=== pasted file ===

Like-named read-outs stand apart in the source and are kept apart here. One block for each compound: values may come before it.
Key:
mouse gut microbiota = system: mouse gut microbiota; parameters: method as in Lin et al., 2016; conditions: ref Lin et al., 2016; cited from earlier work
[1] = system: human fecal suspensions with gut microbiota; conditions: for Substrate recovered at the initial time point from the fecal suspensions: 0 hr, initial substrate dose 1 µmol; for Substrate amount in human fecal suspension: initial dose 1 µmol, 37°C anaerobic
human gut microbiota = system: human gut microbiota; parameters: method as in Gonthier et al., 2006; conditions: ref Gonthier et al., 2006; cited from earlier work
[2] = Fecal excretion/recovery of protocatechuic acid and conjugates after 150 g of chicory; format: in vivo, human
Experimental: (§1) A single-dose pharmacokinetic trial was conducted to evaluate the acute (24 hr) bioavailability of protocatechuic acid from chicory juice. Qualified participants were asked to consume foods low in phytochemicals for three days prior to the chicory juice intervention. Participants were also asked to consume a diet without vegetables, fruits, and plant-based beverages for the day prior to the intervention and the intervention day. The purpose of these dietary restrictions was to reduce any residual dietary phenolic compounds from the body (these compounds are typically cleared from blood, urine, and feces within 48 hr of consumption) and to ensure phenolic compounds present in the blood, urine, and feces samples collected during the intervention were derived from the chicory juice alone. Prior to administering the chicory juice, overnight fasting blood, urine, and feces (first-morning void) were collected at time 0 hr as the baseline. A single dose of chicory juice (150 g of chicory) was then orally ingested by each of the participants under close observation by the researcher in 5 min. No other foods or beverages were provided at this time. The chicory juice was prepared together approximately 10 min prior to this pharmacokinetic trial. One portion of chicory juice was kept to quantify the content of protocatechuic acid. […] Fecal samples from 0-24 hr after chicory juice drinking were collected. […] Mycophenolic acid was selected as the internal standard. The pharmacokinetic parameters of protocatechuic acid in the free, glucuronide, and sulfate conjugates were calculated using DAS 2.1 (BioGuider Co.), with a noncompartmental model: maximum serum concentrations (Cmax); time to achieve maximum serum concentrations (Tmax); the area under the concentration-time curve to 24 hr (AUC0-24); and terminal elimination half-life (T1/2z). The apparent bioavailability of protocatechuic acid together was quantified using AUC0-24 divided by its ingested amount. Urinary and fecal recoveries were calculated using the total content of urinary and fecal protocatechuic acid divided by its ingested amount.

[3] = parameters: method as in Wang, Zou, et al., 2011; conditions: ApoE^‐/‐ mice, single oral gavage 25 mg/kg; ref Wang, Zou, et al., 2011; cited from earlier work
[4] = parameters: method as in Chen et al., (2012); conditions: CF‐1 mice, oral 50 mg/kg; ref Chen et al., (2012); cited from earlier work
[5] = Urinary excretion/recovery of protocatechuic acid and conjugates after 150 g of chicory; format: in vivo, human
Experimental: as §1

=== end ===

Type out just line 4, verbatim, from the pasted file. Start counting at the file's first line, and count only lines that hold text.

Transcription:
[1] = system: human fecal suspensions with gut microbiota; conditions: for Substrate recovered at the initial time point from the fecal suspensions: 0 hr, initial substrate dose 1 µmol; for Substrate amount in human fecal suspension: initial dose 1 µmol, 37°C anaerobic